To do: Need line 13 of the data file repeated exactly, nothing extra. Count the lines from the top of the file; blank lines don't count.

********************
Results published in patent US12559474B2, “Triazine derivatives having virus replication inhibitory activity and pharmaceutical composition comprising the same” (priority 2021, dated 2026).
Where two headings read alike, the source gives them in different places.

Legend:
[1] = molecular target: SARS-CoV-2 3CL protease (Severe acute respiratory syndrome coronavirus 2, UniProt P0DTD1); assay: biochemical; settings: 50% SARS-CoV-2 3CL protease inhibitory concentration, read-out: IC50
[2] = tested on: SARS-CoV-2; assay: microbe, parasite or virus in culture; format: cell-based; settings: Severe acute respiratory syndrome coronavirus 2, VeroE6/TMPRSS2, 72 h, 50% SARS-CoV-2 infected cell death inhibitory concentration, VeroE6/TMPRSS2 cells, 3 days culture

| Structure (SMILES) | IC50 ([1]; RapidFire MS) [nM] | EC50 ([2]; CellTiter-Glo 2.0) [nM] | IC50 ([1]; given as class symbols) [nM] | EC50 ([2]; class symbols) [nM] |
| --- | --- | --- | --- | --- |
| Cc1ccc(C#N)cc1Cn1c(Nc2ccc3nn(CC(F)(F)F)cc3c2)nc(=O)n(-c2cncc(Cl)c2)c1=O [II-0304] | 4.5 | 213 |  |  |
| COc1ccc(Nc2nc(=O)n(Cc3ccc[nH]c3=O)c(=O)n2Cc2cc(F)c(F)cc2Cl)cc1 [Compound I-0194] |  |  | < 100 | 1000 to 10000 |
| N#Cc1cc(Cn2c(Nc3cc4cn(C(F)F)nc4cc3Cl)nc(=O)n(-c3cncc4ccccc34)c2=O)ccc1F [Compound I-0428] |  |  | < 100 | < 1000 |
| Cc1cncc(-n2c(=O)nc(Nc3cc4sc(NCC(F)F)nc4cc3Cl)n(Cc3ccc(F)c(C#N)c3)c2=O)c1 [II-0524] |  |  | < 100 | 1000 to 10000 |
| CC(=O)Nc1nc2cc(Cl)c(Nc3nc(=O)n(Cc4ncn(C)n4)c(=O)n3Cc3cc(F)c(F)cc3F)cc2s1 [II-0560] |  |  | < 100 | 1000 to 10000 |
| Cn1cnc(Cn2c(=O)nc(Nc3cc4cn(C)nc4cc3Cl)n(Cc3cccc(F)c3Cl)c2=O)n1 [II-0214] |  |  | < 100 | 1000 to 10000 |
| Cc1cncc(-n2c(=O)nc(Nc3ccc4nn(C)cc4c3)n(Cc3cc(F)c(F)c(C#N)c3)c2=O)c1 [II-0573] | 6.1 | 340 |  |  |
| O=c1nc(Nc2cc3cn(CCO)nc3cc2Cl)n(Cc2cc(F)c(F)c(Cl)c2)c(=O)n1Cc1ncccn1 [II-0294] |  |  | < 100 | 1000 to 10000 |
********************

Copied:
| Cn1cnc(Cn2c(=O)nc(Nc3cc4cn(C)nc4cc3Cl)n(Cc3cccc(F)c3Cl)c2=O)n1 [II-0214] |  |  | < 100 | 1000 to 10000 |